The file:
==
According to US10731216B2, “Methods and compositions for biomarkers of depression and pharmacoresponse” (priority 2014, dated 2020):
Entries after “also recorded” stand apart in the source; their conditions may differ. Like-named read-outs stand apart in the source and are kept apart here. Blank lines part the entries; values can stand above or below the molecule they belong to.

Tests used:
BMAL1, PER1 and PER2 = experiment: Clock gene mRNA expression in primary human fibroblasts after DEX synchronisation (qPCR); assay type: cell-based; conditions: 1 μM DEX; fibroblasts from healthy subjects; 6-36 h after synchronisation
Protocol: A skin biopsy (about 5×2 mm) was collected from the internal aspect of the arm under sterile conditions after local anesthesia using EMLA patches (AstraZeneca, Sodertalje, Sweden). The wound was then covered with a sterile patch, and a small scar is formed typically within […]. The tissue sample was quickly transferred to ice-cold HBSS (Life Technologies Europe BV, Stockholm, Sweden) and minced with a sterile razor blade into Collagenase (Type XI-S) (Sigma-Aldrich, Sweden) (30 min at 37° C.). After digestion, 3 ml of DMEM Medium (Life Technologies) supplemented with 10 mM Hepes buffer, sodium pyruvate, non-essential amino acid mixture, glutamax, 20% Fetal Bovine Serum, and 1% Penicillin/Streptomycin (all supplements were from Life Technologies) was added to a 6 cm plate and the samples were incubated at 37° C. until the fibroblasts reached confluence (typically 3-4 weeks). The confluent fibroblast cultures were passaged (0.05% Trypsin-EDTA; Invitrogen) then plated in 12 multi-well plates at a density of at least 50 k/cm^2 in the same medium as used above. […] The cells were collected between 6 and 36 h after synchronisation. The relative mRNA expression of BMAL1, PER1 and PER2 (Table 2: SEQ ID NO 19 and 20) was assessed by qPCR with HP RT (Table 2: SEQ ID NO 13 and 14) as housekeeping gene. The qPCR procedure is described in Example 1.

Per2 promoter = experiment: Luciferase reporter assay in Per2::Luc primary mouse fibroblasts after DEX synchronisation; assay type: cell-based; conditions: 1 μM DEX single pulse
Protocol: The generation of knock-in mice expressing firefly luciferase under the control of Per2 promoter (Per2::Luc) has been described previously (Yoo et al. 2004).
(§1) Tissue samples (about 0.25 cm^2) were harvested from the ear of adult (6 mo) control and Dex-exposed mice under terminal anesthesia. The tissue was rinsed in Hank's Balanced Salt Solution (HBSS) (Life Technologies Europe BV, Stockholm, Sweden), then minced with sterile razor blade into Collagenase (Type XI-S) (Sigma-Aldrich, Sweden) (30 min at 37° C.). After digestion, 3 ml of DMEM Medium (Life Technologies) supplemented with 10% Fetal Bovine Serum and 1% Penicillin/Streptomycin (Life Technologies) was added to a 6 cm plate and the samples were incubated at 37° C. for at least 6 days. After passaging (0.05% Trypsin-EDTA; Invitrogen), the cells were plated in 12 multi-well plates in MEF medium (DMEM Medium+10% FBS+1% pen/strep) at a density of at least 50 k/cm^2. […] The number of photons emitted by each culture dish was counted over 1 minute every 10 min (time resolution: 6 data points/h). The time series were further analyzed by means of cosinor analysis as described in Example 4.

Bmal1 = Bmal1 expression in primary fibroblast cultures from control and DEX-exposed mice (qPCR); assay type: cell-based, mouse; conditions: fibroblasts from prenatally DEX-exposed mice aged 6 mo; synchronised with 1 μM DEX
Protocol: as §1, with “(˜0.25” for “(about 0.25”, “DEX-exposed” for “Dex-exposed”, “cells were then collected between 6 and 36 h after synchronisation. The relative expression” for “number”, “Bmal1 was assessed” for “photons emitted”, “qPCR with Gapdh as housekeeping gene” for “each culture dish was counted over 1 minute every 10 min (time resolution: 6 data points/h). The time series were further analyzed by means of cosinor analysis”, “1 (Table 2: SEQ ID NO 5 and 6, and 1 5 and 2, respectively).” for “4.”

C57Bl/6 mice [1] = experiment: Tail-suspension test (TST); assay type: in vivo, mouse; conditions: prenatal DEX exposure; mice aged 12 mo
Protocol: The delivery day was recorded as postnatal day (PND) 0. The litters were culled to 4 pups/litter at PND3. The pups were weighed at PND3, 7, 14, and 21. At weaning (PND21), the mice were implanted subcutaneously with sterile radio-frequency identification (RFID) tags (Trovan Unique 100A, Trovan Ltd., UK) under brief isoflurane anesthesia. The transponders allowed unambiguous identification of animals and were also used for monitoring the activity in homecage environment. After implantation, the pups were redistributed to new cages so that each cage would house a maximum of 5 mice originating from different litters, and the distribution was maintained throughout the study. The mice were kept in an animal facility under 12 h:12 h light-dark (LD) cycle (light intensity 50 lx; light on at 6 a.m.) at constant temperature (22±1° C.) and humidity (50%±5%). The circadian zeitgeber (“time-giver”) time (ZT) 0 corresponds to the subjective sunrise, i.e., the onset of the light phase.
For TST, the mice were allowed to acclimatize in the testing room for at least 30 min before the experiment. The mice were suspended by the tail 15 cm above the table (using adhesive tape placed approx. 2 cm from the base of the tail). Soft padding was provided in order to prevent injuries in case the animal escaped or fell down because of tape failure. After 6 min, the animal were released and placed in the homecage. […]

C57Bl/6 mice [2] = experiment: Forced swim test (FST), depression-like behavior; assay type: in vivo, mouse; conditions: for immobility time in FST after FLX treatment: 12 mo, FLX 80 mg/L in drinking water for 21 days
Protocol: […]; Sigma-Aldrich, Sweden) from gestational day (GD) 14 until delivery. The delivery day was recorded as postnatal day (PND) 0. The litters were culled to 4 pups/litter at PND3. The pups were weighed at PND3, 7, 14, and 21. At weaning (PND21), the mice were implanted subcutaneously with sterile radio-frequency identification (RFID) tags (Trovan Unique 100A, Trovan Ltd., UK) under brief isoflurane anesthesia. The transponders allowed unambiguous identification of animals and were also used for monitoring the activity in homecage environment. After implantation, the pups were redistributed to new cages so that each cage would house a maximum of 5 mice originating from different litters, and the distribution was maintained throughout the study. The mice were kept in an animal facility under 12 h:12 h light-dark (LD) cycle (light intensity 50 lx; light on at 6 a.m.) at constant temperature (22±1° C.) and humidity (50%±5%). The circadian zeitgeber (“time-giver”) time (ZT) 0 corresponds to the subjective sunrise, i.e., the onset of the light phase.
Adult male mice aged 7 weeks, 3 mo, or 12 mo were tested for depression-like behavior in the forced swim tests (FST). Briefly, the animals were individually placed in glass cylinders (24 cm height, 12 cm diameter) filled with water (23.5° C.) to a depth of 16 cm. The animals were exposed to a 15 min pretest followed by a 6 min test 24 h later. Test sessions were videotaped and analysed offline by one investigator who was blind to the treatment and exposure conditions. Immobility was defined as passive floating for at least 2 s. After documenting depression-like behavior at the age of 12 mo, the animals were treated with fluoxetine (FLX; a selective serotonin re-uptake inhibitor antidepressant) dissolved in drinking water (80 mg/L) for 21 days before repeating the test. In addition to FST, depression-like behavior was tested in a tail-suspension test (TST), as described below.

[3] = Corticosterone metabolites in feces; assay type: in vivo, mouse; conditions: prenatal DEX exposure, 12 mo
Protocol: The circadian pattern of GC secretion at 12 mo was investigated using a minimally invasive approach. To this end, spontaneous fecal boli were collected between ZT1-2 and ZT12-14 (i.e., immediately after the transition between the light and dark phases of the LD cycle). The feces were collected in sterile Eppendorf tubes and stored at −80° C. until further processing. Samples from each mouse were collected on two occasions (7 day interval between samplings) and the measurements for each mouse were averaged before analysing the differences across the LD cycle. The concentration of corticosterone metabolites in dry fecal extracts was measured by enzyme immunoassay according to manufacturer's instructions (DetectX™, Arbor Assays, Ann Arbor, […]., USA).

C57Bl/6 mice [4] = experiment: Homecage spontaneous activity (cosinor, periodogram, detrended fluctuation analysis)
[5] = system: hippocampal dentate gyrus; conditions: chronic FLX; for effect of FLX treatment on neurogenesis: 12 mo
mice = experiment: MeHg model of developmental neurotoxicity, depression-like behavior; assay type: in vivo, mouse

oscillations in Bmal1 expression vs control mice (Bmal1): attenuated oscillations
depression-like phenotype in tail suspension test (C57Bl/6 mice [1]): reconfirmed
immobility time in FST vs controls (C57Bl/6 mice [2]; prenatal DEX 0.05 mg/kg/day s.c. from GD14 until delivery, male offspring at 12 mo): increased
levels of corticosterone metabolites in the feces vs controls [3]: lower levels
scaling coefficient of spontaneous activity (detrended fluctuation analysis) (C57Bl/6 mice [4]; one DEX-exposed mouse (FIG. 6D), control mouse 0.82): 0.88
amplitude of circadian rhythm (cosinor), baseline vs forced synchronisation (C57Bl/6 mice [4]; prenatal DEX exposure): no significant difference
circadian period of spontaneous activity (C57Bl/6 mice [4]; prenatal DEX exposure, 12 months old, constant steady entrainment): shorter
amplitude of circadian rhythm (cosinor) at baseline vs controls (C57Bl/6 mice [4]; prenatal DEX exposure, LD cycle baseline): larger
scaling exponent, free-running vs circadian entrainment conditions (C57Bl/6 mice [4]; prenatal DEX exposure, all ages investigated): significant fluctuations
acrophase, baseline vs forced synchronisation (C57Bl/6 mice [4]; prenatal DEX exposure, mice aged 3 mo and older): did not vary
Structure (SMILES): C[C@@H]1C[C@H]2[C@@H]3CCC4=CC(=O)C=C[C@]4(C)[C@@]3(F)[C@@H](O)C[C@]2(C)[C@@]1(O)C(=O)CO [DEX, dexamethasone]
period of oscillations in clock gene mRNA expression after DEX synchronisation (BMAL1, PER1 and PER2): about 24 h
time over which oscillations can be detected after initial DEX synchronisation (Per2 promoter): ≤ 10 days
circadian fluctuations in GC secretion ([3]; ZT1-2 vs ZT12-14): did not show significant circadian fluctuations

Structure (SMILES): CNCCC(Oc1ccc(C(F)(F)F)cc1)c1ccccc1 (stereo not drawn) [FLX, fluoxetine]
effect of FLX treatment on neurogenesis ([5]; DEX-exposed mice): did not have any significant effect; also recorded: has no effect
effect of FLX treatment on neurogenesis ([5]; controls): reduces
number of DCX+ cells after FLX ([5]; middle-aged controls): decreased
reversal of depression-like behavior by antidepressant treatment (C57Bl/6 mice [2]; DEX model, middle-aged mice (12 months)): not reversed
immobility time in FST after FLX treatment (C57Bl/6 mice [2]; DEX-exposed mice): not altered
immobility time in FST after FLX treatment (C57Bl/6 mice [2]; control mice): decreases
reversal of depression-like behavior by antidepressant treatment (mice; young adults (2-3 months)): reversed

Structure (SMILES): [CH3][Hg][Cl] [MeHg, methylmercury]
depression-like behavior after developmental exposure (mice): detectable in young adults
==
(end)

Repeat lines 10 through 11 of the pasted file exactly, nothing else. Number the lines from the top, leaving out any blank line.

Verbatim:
Protocol: as §1, with “(˜0.25” for “(about 0.25”, “DEX-exposed” for “Dex-exposed”, “cells were then collected between 6 and 36 h after synchronisation. The relative expression” for “number”, “Bmal1 was assessed” for “photons emitted”, “qPCR with Gapdh as housekeeping gene” for “each culture dish was counted over 1 minute every 10 min (time resolution: 6 data points/h). The time series were further analyzed by means of cosinor analysis”, “1 (Table 2: SEQ ID NO 5 and 6, and 1 5 and 2, respectively).” for “4.”

C57Bl/6 mice [1] = experiment: Tail-suspension test (TST); assay type: in vivo, mouse; conditions: prenatal DEX exposure; mice aged 12 mo